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EU slashes economic growth forecast as fallout from war grows


The European Union has cut its forecast for economic growth in the 27-nation bloc amid the prospect of a long Russian war in Ukraine and disruptions to energy supplies

BRUSSELS — The European Union has cut its forecast for economic growth in the 27-nation bloc amid the prospect of a long Russian war in Ukraine and disruptions to energy supplies.

The EU’s gross domestic product will grow by 2.7% this year and 2.3% in 2023, the bloc’s executive said on Monday – its first economic forecast since Russia invaded Ukraine on February 24. .

The European Commission’s previous outlook called for growth of 4% this year and 2.8% in 2023. The EU economy grew by 5.4% last year after a deep recession caused by the pandemic of COVID-19. GDP fell by 5.9% in 2020.

“Russia’s invasion of Ukraine has posed new challenges, just as the Union has recovered from the economic impacts of the pandemic,” the commission said when releasing the forecast. “War exacerbates pre-existing headwinds to growth.”

The war clouded what was usually a bright economic picture for the EU. At the start of this year, European policymakers were counting on solid, albeit weaker, growth while grappling with runaway inflation triggered by a global energy crisis.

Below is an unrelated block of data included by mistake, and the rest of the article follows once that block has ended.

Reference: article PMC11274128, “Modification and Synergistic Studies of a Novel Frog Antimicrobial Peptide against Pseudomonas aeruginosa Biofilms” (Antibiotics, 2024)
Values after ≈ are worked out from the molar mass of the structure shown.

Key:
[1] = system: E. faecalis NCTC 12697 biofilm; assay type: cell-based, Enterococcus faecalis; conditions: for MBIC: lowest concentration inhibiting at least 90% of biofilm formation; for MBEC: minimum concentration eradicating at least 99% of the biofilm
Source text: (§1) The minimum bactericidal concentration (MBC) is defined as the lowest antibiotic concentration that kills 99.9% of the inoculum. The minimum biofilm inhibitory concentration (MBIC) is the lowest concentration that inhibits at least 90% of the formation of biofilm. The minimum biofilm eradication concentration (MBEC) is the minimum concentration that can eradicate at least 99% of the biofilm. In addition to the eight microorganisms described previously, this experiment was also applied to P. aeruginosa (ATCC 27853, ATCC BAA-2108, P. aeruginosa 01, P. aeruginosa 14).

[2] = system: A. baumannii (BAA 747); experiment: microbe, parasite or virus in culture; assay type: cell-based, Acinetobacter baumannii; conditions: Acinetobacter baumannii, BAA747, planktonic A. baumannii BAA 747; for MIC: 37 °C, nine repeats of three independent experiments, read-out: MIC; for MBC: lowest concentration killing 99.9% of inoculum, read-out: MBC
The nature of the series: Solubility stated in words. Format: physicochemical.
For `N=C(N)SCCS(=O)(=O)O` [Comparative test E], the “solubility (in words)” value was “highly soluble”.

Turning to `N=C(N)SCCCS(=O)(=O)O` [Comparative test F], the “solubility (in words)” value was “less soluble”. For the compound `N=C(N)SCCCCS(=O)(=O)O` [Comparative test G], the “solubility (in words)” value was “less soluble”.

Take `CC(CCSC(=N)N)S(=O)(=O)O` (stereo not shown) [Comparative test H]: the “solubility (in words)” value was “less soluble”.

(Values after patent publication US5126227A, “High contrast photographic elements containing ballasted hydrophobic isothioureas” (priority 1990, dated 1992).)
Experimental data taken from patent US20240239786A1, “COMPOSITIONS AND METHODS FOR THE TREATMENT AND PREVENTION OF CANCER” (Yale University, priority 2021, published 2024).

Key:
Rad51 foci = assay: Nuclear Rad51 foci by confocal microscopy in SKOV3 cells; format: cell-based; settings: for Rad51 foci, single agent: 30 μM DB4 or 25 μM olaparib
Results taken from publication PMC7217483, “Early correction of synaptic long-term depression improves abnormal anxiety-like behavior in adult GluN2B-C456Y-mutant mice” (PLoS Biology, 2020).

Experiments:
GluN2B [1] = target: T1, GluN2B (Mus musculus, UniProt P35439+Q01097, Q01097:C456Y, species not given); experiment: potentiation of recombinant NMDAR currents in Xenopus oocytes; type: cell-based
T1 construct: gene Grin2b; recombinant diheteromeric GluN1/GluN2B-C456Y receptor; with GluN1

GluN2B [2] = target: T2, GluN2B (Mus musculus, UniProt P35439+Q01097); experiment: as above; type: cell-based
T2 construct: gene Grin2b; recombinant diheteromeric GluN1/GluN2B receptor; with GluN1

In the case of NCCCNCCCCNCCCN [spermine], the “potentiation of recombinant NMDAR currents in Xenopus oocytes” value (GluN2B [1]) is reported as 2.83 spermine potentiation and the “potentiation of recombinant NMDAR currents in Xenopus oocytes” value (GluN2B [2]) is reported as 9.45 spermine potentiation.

Today, energy has become a key issue for the EU as it seeks sanctions that strip Russia of tens of billions in trade revenue without plunging member countries into recession. Soaring energy prices are driving record inflation, making everything from food to housing more expensive.

Russia is the EU’s biggest supplier of oil, natural gas and coal, accounting for around a quarter of the bloc’s total energy. Last year, EU energy imports from Russia totaled 99 billion euros ($103 billion), or 62% of the bloc’s purchases of Russian goods.

An EU ban on coal from Russia is due to start in August and a voluntary effort is underway to cut demand for Russian natural gas by two-thirds this year. A proposed oil embargo has hit roadblocks amid reserves in some landlocked countries that rely heavily on Russian oil, such as Hungary.

All of this has the EU scrambling to secure alternative energy supplies in the coming months, including from fossil fuel exporting countries such as the US and from domestic renewable sources meant to help the bloc. achieve its longer-term climate goals.

ABC News

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